But also understand that the number one thing that drives sales on the Internet today is data. And using that data, conversion audits are conducted. And these audits give you both an object as well as subjective insight into what your website lacks.
The audit report tells you what is sabotaging your sales! And what you need to do to fix it and get those conversions rolling.
Before we get into how to do a conversion audit, let’s take a quick look at the average conversion rate different industries see in eCommerce:
ecommerce conversion rate by industry
Steps for conducting an eCommerce conversion audit
Conducting a conversion audit is fairly simple. The following steps are an all-inclusive method of conducting a CRO audit for your website or online store.
PS. We also have an eCommerce conversion checklist ready for you. Get it here!
Set Goals for the Audit
Like any other audit, conversion audits are done with a goal. These goals need to be thoroughly and comprehensively discussed amongst your team and every member should align with whatever the final definition of the goals are. The objectives of the audit could be many.
I know, it is a conversion audit so the goal is an increased conversion rate, right? Yes, conversion rate for your website could mean a lot of things.
Say you want more bulk orders, or you want to increase the conversion rate for high intent shoppers or maybe the goal is to reduce the cart abandonment rate. All these are directly related to conversion rates.
Pick and choose what matters the most to you at this point in time. Or if you want to keep in mind a few goals, prioritize them. But define your goals as accurately as possible within your existing realities as a business. Because these are the elements that will take the center stage for conversion rate optimization.
Define your Target Audience
Did you know that bounce rates differ for every industry on the internet? And so do cart abandonment rates? And many other marketing parameters? This is because every industry caters to an audience base and each of these sets of audiences projects different behaviors.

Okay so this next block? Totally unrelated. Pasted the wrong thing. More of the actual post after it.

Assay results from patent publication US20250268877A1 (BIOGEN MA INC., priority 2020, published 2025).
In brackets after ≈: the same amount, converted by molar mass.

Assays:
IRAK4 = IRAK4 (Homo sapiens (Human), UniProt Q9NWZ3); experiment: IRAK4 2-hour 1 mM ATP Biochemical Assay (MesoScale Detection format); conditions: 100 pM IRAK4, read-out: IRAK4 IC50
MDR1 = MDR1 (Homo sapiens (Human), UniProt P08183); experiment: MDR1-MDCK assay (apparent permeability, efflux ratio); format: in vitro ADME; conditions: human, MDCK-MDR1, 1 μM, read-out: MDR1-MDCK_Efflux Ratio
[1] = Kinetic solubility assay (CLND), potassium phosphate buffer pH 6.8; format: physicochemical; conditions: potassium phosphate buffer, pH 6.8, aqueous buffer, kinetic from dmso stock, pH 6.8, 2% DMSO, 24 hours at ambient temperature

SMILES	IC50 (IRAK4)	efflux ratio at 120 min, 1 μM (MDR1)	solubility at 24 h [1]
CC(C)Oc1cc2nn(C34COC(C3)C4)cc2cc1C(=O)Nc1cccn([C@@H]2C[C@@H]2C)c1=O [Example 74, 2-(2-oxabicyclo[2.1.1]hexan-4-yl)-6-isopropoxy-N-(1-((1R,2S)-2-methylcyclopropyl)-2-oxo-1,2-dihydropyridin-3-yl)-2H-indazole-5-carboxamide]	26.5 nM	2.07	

In order to analyze your website for conversion optimization, you need to be well aware of your target audience. And further you need to check if your ideal customer is even shopping on the website anymore. Because since the time you created your customer persona, maybe your audience base has changed.
You can easily get this information in your website analytics. The demographic information will tell you who your customers are, where they are hoping on your website from, and what are they shopping. These are certain very simple parameters that will guide you through in CRO audits.
Research, research, research
By now you have a good enough base to conduct your CRO audit. You have a few goals in mind, and a few details about your target audience, now all you need is to dig deep and get the big picture stuff in order.
You need to run a technical review of your entire online store using analytics tools such as Google Analytics and bring out the deeper stuff. These are things like which web pages get more traction than others? Or which web pages have a high bounce rate? These analytics are simple pointers to your overall conversion funnel that will give you an insight into consumer behavior.